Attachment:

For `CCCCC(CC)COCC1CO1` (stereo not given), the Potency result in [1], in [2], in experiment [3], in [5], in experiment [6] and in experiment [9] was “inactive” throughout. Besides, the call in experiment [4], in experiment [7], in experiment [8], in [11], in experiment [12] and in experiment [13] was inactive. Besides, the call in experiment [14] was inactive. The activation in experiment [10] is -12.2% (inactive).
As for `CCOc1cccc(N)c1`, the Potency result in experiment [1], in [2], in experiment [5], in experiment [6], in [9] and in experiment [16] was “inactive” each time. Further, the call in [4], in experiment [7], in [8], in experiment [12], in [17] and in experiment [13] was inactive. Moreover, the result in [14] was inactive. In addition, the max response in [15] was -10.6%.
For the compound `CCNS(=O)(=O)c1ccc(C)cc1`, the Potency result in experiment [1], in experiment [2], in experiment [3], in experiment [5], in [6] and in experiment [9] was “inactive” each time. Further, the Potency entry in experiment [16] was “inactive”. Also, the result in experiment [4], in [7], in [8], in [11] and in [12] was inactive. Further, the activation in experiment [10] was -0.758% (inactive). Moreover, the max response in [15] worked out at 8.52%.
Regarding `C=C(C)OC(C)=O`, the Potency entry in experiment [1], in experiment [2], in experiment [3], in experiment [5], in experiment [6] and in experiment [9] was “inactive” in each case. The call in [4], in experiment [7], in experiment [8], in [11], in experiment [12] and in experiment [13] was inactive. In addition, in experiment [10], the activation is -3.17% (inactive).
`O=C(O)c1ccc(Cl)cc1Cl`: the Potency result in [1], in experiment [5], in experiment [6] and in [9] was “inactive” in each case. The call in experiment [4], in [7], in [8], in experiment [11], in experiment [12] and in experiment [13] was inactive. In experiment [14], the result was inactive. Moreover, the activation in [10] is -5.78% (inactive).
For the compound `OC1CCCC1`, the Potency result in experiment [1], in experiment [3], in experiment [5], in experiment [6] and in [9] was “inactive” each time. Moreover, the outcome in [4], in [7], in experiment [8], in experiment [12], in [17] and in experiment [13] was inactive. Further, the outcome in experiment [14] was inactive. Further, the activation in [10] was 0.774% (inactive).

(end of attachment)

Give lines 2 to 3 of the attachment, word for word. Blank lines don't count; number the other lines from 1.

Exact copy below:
As for `CCOc1cccc(N)c1`, the Potency result in experiment [1], in [2], in experiment [5], in experiment [6], in [9] and in experiment [16] was “inactive” each time. Further, the call in [4], in experiment [7], in [8], in experiment [12], in [17] and in experiment [13] was inactive. Moreover, the result in [14] was inactive. In addition, the max response in [15] was -10.6%.
For the compound `CCNS(=O)(=O)c1ccc(C)cc1`, the Potency result in experiment [1], in experiment [2], in experiment [3], in experiment [5], in [6] and in experiment [9] was “inactive” each time. Further, the Potency entry in experiment [16] was “inactive”. Also, the result in experiment [4], in [7], in [8], in [11] and in [12] was inactive. Further, the activation in experiment [10] was -0.758% (inactive). Moreover, the max response in [15] worked out at 8.52%.